LBB meets DoP Joel Honeywell as part of Cinelab London’s series of Cinematographers Behind the Camera. In these interviews we delve into the creative minds of some of the industry’s top talents to find out what inspires them, their greatest achievements and how they got to where they are.
From music promos for the likes of Stormzy, Jorja Smith and Maverick Saber to global brand commercials for Nike, Vogue and Adidas, London-based DoP Joel Honeywell has racked up an impressive list of names for his portfolio. Winning Best Cinematographer at both We The People’s Film Festival and Athens Fashion Film Festival as well as Honorable Mention at Los Angeles Film Awards this year already, Joel is no stranger to creating work that resonates and connects with audiences worldwide.
Speaking to LBB’s Sunna Coleman, Joel shares the chance encounter that led to his first job in the industry and how he uses emotion to lead his creative decisions.
Q> Tell us a bit about your journey into the industry.
Joel Honeywell> I always had a creative spark, even as a kid. I was constantly doodling in a notepad and when I was four years old my grandma noticed that my drawings had a sense of shape and form and weren’t just childlike nonsense! She was the first to encourage my parents to push me into learning art.
One summer break from my Fda Film Art studies I was at a local coffee shop when a man came running in holding lots of architectural drawings. He was in a huge rush and realised he’d forgotten his wallet, so I offered to pay for his coffee just as one of those kind gestures you do without thinking. He was very thankful and asked me about what I do and then offered me a job in the art department that he worked with for a TV production studio that very same day. I worked there for a couple of years and that’s how I first got a taste for the industry.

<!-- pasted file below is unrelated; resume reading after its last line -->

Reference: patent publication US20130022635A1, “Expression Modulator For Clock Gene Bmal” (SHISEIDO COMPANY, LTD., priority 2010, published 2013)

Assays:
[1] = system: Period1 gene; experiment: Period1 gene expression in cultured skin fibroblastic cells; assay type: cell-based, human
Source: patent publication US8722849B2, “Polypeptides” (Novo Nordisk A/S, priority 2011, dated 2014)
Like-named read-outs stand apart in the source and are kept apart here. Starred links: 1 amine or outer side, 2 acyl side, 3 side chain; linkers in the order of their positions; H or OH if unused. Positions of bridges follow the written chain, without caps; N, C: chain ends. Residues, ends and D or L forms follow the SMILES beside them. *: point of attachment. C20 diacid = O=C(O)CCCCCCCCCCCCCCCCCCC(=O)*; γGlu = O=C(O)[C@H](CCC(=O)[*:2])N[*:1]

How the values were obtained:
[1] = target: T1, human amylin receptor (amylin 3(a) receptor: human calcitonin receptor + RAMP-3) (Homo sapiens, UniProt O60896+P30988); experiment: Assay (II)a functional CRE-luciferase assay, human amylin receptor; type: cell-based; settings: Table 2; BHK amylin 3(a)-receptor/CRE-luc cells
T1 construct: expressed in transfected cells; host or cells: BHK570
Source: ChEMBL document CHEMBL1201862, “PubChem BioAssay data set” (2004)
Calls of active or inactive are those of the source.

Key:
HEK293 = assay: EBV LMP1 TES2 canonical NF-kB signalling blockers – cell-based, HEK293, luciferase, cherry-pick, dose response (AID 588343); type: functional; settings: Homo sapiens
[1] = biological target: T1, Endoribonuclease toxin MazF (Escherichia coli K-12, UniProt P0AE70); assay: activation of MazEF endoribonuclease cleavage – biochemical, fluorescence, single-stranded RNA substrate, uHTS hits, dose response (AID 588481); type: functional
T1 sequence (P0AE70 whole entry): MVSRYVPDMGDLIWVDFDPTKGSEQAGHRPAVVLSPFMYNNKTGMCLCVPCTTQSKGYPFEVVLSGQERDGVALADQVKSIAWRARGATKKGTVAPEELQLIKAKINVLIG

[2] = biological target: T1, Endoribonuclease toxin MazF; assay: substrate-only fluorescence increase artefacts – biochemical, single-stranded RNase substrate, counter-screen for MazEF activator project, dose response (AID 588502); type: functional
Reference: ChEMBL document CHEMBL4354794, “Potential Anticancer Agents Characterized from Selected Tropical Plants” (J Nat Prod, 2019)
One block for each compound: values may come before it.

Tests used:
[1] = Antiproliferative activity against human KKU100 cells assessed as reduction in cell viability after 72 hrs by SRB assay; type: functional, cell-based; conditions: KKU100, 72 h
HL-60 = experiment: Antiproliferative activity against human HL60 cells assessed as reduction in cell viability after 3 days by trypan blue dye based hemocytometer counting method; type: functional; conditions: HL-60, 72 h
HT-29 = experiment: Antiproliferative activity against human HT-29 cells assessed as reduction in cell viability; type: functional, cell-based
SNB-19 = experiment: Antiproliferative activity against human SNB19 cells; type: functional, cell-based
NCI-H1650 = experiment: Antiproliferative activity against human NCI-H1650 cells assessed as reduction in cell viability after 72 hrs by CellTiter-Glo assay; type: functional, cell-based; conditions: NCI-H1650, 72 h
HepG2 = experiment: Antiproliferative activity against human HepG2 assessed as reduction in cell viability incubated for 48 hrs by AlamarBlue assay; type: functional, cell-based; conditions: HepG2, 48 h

Q> So how did you move from the art department to the camera department?
Joel> After I’d learned the ropes, I started to chat to the different camera crews a lot more as I was intrigued by what they did. One of them, Hopi Demattio, offered me a lot of advice and we bumped into each other on another job where he taught me more about what he did. After I left uni, I stayed in touch with Hopi and he called me to set one day to help out as a camera assistant. I continued to work with him from there and after four years as a clapper loader, I stepped up and began focus pulling, then a few years later, started shooting for myself.
I shot my very first video for a band called Haus and that really launched my career, leading me to work with director, Matilda Finn who is represented by Stink Films. We shot three videos together that all received award nominations and won Matilda Best New Director at UK MVA whilst getting my name out there at the same time. I got signed to WPA based off of those videos.
Q> You say in your website bio that you should “never feel bigger than the script” or “in the way of the performance or the art” - what do you mean by this?
Joel> I try to approach projects in a way that doesn’t force my DNA onto it. It’s strange but I don’t want people to see a piece of work and know that it was shot by me - I want to have the opposite effect because to me it feels like a disservice to the script. I’m there to serve it and do it justice. I don’t want anyone to be able to identify who shot it because the story should be strong enough on its own. There are a lot of films where you can identify the DoP without looking at the credits - it becomes more about their “style” than the story.
Q> Where do you find your inspiration from?
Joel> I find inspiration in connections with people. I work best when I have common ground and feel emotionally invested in the people I’m collaborating with. As well as that, I find inspiration from the world around me: paintings, books, animation and music. Rhythm really helps me think in a certain way. If I tap out a rhythm, I am focusing on one sound rather than the chaos around me and helps clear my mind.